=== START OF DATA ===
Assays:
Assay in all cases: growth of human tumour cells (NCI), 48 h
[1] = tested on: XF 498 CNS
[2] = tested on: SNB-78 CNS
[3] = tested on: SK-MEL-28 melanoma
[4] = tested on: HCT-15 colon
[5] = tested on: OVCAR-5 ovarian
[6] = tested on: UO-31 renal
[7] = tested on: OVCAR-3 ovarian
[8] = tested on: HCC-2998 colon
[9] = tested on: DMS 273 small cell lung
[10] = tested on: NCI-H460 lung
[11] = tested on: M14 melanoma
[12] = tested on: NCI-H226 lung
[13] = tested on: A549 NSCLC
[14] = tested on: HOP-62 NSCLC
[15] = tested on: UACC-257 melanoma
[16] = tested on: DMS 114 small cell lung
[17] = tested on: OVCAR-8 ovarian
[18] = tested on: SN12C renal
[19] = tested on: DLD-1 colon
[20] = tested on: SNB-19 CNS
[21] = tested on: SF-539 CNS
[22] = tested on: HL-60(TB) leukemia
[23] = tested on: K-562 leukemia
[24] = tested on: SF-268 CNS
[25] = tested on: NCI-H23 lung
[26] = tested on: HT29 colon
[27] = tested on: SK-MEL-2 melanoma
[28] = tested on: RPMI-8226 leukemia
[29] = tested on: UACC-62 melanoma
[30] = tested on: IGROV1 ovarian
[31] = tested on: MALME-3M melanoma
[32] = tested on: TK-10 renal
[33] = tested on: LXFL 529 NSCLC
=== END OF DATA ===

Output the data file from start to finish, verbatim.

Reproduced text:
Assays:
Assay in all cases: growth of human tumour cells (NCI), 48 h
[1] = tested on: XF 498 CNS
[2] = tested on: SNB-78 CNS
[3] = tested on: SK-MEL-28 melanoma
[4] = tested on: HCT-15 colon
[5] = tested on: OVCAR-5 ovarian
[6] = tested on: UO-31 renal
[7] = tested on: OVCAR-3 ovarian
[8] = tested on: HCC-2998 colon
[9] = tested on: DMS 273 small cell lung
[10] = tested on: NCI-H460 lung
[11] = tested on: M14 melanoma
[12] = tested on: NCI-H226 lung
[13] = tested on: A549 NSCLC
[14] = tested on: HOP-62 NSCLC
[15] = tested on: UACC-257 melanoma
[16] = tested on: DMS 114 small cell lung
[17] = tested on: OVCAR-8 ovarian
[18] = tested on: SN12C renal
[19] = tested on: DLD-1 colon
[20] = tested on: SNB-19 CNS
[21] = tested on: SF-539 CNS
[22] = tested on: HL-60(TB) leukemia
[23] = tested on: K-562 leukemia
[24] = tested on: SF-268 CNS
[25] = tested on: NCI-H23 lung
[26] = tested on: HT29 colon
[27] = tested on: SK-MEL-2 melanoma
[28] = tested on: RPMI-8226 leukemia
[29] = tested on: UACC-62 melanoma
[30] = tested on: IGROV1 ovarian
[31] = tested on: MALME-3M melanoma
[32] = tested on: TK-10 renal
[33] = tested on: LXFL 529 NSCLC